September 29, 2009 - Survey Explores Young Rural Americans' Telecom Usage, Preferences
Arlington, Va., Sept. 29, 2009 - The 2009 Rural Youth Telecommunications Survey, conducted jointly by the Foundation for Rural Service (FRS) and the National Telecommunications Cooperative Association (NTCA), finds a significant number of today's young rural Americans view cellular telephone service more essential than traditional telephone service, and the group considers cellular phones much more than just a means of making voice calls.
Nearly nine out of ten respondents indicated they have a cell phone, citing a variety of reasons why, including their parents'/guardians' desire to reach them, to stay in touch with friends, to make long distance calls, for job-related reasons and for safety concerns.
Ninety percent of respondents use cell phones for purposes other than making voice calls. The majority use their phones for text messaging (72%) and picture taking (50%). Other activities respondents engage in include downloading ringtones (18%), playing MP3 files (18%), playing video (12%) and surfing the Web (11%). Of those that do not use such advanced services, nearly half (45%) feel they cost too much and a third (33%) indicated no need for the services. A very small percentage (3%) indicated they did not know if advanced services were available in their area.
A significant portion of survey respondents are generally satisfied with their cell phone service, which the majority (76%) receiving service from a national carrier. Twelve percent receive service from their local telephone company, an increase from 7% in 2008.
More than half (57%) use between 500 and 750 minutes per month.
According to the survey, more than 90% of rural youth have an Internet connection in their home, and 49% receive the service from their local telephone company. Nearly half (48%) of respondents spend between one and three hours online daily, with 24% falling into the category of "heavy users," meaning they are online for more than three hours per day. E-mail (72%) continues to top respondents' list of online activities, with homework/research (70%), online communities (61%) a close second and third, respectively. Fourteen percent of survey respondents take online classes from home, up from 11% last year.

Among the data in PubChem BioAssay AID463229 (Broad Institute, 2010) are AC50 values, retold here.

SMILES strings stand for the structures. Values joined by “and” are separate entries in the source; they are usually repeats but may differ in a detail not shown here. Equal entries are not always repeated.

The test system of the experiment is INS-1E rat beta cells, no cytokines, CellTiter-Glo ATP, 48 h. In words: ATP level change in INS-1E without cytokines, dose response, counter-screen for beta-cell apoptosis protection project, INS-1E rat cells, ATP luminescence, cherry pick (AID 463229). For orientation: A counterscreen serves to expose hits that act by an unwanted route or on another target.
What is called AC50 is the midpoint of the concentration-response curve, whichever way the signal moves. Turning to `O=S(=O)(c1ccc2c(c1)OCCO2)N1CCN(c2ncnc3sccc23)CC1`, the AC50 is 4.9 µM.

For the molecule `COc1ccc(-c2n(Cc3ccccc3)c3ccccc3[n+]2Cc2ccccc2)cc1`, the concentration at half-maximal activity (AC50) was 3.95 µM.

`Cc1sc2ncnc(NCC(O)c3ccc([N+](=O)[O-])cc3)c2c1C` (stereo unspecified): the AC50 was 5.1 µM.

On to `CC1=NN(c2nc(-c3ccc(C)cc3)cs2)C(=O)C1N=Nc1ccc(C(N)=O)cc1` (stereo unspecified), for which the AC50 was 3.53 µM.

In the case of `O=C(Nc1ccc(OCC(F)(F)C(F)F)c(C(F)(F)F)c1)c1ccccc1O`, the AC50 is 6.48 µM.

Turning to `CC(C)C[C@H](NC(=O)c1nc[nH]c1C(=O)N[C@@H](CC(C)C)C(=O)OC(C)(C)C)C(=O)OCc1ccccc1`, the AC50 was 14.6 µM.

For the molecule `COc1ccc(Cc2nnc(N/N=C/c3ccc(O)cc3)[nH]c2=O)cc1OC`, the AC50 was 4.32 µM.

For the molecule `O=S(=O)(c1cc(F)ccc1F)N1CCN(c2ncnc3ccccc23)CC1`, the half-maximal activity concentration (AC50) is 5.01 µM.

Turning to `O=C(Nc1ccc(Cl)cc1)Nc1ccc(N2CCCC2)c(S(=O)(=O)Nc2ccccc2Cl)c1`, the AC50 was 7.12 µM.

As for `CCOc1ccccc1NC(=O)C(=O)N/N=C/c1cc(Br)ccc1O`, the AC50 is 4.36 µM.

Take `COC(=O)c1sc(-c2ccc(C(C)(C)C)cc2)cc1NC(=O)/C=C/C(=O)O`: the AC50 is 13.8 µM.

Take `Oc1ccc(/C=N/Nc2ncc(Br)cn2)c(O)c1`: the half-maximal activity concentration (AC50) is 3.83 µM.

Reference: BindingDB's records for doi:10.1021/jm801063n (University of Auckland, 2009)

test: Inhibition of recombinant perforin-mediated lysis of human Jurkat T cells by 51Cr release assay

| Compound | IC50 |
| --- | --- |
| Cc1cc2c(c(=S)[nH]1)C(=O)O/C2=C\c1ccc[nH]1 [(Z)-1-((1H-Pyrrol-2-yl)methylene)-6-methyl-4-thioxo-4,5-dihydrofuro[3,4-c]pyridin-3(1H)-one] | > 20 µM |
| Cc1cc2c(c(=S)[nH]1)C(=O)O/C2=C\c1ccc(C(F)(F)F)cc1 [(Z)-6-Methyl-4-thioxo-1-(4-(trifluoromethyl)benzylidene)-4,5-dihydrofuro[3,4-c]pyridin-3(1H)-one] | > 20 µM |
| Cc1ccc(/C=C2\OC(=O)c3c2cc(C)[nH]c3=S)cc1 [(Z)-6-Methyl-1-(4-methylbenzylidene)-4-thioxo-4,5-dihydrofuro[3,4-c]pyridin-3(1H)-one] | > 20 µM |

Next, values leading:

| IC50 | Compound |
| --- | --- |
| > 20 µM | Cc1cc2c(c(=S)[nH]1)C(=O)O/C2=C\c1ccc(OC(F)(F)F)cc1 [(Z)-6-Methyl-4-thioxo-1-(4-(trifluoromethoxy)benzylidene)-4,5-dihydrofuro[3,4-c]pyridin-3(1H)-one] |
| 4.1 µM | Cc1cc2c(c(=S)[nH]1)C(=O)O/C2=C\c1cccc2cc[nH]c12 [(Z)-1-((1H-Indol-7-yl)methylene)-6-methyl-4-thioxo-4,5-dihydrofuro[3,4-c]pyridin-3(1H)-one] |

"Young rural Americans hold the key to ensuring the communities they grew up in remain vibrant parts of our national fabric-and the availability of advanced communications services is essential to helping those communities prosper," said FRS Executive Director Elizabeth Crocker. "The Rural Youth Telecommunications Survey provides quality data on youth market telecom usage and preferences, which can help telcos effectively plan their future service offerings and maximize their appeal to the customer of the future."
"Telcos seeking insight into the needs and preferences of the valuable youth market need look no further than the FRS Rural Youth Survey," said J. Frederick Johnson, FRS board president and executive vice president/general manager of Farmers Telecommunications Cooperative (Rainsville, Ala.). "There's no better tool for helping develop the product and service offerings that will appeal to the customers of tomorrow."
The survey received nearly 2,000 responses, the most ever since its inception. The annual survey examines the telecommunications usage habits of over rural youth, ages 14-23. Wireless, Internet and video usage habits were explored.
More information on the survey results is available at www.frs.org.
The National Telecommunications Cooperative Association is the premier association representing more than 560 locally owned and controlled telecommunications cooperatives and commercial companies throughout rural and small-town America. NTCA provides its members with legislative, regulatory and industry representation; meetings; publications and educational programs; and an array of employee benefit programs. Visit us at www.ntca.org.